In one of French article, titled “In Science We Trust,” the meaning of ‘scientism’ is called “positivism taken to the extreme.” Another response to the question of how ‘scientifique’ and ‘scientiste’ can be distinguished, in French the latter is an ideologue or dogmatist, while the former is not; a ‘scientifique’ is he or she who does good or proper science (in whatever realm, natural or non-natural). This seems to be an important distinction which is not made in the English language use of ‘science,’ ‘scientist,’ and ‘scientism.’

Comte had already used the term ‘scientifiques’ in 1822 in “Plan des travaux scientifiques nécessaires pour réorganiser la société,” which I read as part of my disseratation research. The meanings of ‘science’ and ‘scientific’ have obviously changed somewhat since then, but I think you and Darrel and Ian are right, Thomas, that ‘scientism’ is (still) a useful term today. It is both strange and ironic then that Nick Matzke (or NCSE) can find no ‘evidence’ of it in U.S. schools!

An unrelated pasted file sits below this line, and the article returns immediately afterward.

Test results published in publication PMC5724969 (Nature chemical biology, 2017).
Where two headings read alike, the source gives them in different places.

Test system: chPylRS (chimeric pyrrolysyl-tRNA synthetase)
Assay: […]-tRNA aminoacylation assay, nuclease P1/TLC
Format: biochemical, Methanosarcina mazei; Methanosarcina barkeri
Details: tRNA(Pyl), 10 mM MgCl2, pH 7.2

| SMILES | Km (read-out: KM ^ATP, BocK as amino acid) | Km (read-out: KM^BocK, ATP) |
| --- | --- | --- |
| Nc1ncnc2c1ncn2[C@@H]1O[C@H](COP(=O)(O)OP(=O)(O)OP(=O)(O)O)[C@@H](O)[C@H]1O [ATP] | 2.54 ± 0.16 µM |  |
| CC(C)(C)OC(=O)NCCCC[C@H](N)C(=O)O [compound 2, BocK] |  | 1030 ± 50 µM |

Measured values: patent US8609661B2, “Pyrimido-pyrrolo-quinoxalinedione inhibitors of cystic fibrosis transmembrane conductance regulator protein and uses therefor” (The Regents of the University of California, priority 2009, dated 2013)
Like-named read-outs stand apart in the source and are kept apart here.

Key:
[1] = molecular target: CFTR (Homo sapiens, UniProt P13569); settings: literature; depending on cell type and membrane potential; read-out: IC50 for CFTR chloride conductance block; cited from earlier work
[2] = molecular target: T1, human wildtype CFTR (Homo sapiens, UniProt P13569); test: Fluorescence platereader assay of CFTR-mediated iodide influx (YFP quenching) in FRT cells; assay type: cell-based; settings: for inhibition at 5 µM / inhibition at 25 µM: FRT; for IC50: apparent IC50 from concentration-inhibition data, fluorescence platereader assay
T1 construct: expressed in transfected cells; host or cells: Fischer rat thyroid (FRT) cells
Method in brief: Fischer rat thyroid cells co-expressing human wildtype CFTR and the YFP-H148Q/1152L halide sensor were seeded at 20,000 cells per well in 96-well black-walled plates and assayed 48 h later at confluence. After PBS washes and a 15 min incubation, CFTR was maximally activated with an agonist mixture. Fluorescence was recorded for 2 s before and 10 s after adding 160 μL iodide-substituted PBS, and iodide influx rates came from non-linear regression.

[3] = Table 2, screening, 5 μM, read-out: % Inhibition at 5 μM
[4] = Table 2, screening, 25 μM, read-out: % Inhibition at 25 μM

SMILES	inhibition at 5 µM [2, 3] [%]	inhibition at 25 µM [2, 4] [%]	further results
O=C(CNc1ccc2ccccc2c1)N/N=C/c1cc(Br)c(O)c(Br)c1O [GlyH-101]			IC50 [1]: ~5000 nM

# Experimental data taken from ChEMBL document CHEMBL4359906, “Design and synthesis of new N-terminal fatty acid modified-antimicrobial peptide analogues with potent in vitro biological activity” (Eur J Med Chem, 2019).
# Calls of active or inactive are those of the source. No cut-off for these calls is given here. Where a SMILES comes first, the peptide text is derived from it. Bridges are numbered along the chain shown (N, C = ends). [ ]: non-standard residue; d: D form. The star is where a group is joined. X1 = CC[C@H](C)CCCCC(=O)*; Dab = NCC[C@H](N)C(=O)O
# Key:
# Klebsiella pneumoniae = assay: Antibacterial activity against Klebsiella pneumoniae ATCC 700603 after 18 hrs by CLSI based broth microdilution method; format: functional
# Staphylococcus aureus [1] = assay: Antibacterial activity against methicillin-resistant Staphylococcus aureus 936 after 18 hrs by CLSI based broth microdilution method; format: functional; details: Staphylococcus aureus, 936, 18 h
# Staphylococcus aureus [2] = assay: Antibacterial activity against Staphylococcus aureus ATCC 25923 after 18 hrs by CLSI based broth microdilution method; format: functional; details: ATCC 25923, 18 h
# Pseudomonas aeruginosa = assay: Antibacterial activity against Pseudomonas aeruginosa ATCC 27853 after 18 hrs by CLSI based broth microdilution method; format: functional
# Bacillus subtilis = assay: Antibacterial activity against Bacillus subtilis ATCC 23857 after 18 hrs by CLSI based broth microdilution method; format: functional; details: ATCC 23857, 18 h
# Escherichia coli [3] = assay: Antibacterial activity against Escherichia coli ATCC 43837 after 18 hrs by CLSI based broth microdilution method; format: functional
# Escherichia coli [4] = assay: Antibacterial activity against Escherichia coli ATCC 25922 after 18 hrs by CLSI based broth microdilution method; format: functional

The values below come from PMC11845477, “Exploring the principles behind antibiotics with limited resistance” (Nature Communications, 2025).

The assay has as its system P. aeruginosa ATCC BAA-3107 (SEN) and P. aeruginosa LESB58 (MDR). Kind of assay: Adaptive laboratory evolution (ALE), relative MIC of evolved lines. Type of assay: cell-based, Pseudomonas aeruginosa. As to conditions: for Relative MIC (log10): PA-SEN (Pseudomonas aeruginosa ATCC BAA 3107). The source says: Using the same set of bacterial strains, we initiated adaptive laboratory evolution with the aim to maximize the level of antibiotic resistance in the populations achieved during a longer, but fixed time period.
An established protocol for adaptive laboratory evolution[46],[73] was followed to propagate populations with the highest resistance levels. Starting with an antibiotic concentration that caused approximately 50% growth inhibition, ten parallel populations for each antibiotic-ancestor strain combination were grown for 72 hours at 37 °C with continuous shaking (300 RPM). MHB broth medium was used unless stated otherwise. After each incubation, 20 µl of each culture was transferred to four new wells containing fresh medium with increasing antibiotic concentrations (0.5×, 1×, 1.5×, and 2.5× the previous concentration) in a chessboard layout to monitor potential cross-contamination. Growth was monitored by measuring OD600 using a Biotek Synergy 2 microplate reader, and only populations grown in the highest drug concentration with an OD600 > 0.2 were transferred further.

Recognition of ‘scientism’ (because some people do not even allow it to have coherent meaning) speaks to some of the points Mohammad Nur Syamsu is making about ‘Western science’ lacking the ‘subjectivity.’ However I would suggest the possibility that even in natural-physical sciences, a kind of ‘double hermeneutic’ is necessarily present because, as Simon Glynn notes, there are “interpretive preconceptions informing our perceptions”. Iow, no ‘natural-physical scientist’ qua ‘scientist’ qua ‘person’ can possibly be completely ‘objectivistic’ or ‘pure’ in the way he or she ‘does science.’ This was the revolution in thought that Comte’s inclusion of sociology (rather than ‘social physics’) as the ‘final science’ offered; it brings into account the ‘pouvoir’ (the being able to do/act) in addition to the ‘being’ without reflection.